This book is about a barber, Shihab al-Din Ahmad Ibn Budayr, who shaved and coiffed, and probably circumcised and healed, in Damascus in the 18th century. The barber may have been a "nobody," but he wrote a history book, a record of the events that took place in his city during his lifetime. Dana Sajdi investigates the significance of this book, and in examining the life and work of Ibn Budayr, uncovers the emergence of a larger trend of history writing by unusual authors—people outside the learned establishment—and a new phenomenon: nouveau literacy.
The Barber of Damascus offers the first full-length microhistory of an individual commoner in Ottoman and Islamic history. Contributing to Ottoman popular history, Arabic historiography, and the little-studied cultural history of the 18th century Levant, the volume also examines the reception of the barber's book a century later to explore connections between the 18th and the late 19th centuries and illuminates new paths leading to the Nahda, the Arab Renaissance.
About the author
Dana Sajdi is Assistant Professor of History at Boston College. She is the editor of Ottoman Tulips, Ottoman Coffee: Leisure and Lifestyle in the Eighteenth Century (2008) and coeditor of Transforming Loss into Beauty: Essays in Arabic Literature and Culture in Memory of Madga Al-Nowaihi (2008).
"Sajdi has done a great service to Middle Eastern Studies by alerting researchers to the necessity of locating original copies of manuscripts and comparing them with the published texts. Her zeal in comparing passages and indicating discrepancies in Ibn Budayr's original and edited copies is amazing . . . Dana Sajdi is to be complimented for producing this impressive book which is a joy to read in its elegant style. It is an analytical case history, fully documented and thoroughly investigated, and constitutes a major contribution to Middle Eastern socio-cultural studies."
—Abdul-Karim Rafeq, International Journal of Turkish Studies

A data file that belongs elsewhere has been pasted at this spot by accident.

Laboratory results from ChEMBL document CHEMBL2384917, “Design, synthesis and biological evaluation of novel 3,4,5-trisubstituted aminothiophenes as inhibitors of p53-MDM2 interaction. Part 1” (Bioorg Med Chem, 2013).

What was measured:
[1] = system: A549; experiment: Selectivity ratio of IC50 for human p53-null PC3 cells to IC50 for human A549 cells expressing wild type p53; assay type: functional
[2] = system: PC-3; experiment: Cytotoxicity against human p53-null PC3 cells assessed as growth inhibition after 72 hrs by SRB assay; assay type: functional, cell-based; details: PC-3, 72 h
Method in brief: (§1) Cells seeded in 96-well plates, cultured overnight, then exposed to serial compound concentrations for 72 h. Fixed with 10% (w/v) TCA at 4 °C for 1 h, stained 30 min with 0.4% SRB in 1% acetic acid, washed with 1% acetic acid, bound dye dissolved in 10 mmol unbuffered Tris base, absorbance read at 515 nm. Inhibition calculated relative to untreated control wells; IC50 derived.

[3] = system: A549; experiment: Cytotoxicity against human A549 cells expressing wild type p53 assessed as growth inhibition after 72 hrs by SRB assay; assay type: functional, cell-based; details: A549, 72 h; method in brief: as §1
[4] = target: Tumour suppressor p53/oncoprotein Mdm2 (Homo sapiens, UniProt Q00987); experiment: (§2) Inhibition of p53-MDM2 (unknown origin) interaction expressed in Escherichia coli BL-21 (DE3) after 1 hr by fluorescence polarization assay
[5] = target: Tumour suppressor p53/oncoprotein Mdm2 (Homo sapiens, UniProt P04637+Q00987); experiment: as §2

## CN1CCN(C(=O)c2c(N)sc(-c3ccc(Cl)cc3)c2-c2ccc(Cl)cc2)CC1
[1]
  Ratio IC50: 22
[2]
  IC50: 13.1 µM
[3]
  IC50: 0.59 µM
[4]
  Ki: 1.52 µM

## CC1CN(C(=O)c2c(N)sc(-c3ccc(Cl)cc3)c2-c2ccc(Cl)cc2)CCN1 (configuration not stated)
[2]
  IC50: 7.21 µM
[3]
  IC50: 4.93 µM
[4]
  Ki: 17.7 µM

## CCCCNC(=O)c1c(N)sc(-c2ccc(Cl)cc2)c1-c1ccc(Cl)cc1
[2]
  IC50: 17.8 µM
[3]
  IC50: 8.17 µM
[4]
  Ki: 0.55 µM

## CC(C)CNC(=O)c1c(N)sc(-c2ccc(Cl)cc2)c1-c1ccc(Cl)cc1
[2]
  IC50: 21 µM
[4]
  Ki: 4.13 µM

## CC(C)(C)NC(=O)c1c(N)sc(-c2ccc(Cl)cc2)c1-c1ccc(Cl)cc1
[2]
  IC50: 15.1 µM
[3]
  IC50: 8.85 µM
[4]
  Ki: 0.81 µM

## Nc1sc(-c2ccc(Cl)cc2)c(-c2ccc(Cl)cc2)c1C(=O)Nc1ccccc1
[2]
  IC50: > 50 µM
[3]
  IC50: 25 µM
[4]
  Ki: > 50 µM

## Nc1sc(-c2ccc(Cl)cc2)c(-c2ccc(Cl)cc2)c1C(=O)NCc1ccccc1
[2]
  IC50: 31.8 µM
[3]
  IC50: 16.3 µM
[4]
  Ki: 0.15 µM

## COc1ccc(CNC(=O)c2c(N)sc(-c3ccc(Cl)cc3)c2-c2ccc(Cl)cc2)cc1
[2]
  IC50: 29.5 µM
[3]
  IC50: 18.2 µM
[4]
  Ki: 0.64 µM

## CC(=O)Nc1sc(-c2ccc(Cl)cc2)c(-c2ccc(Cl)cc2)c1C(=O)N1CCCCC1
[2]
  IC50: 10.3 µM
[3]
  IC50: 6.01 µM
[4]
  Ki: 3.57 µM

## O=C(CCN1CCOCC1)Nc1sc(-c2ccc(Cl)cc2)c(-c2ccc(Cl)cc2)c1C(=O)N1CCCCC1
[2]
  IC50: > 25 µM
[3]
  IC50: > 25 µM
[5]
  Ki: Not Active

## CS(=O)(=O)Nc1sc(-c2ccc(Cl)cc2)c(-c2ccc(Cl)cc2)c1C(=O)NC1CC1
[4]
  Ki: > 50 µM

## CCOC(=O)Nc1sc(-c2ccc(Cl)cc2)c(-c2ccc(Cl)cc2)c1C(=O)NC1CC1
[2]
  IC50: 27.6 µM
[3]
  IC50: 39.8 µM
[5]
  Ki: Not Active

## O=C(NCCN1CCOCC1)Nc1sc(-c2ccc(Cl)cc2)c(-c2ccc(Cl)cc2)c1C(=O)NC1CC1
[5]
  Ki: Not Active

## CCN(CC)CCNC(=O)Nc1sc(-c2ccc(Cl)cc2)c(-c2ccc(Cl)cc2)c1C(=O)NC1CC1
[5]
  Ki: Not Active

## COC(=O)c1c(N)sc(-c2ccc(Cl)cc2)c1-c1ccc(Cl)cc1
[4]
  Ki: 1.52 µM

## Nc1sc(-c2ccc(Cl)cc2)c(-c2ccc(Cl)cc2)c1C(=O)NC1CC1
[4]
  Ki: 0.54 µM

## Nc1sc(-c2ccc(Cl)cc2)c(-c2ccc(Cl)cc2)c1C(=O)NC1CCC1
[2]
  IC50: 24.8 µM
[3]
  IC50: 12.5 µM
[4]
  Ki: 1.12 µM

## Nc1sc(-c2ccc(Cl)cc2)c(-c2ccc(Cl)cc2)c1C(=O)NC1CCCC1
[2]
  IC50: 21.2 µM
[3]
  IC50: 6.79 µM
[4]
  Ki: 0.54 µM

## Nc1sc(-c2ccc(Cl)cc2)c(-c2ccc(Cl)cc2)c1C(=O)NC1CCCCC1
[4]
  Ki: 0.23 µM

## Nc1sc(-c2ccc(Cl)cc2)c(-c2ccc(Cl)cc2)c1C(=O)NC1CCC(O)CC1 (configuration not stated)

"Sajdi's discussion of Ibn Budayr as a commoner historian helps us to understand the long history of what she terms 'unusual authors' . . . There is much fascinating material in The Barber of Damascus for readers interested in the history of literary genres . . . Dana Sajdi is a talented scholar."
—Hope Leman, Critical Margins
"In The Barber of Damascus, Dana Sajdi musters a treasure trove of empirical evidence and the tools of Arabic literary analysis to demonstrate how the 18th century serves as a pivot between the medieval and the modern . . . The importance of Sajdi's book lies beyond the manuscript of the barber. She has identified a new genre of history writing among a new breed of authors spread throughout Bilad al-Sham . . . Sajdi's most innovative contribution to the existing historiography of Ottoman Syria and Arabo-Islamic history writing is her scrupulous attention to the distinctive literary markers of these texts . . . The Barber of Damascus will hold its own as a work that enriches our understanding of the 18th century while also identifying key continuities between the periods that precede and follow it."
—Steve Tamari, International Journal of Middle East Studies
"Sajdi's is a serious work of scholarship that combines in-depth textual analysis demonstrated through the transliteration and translation of underlined rhyming couplets . . . Surely, Sajdi's masterpiece shall be taught alongside [other] masterful works of microhistory to rightly place the social history of the Ottoman Empire in conversation with the history of Europe."
—Elyse Semerdjian, American Historical Review
"Sajdi's highly original work takes the reader deep into the social fabric of the eighteenth-century Levant and back through centuries of Arabic history-writing, illuminating a landscape of literary experimentation, eroding hierarchies, and new urban pastimes. An erudite work of impeccable scholarship."
—David Commins, Dickinson College
"The Barber of Damascus brings to life a world of unexpected writers of history. Ibn Budayr and his work as barber and historian disrupt our notions of genre and give us a marvelous portrait of Damascus in the eighteenth century."
—Leslie Peirce, New York University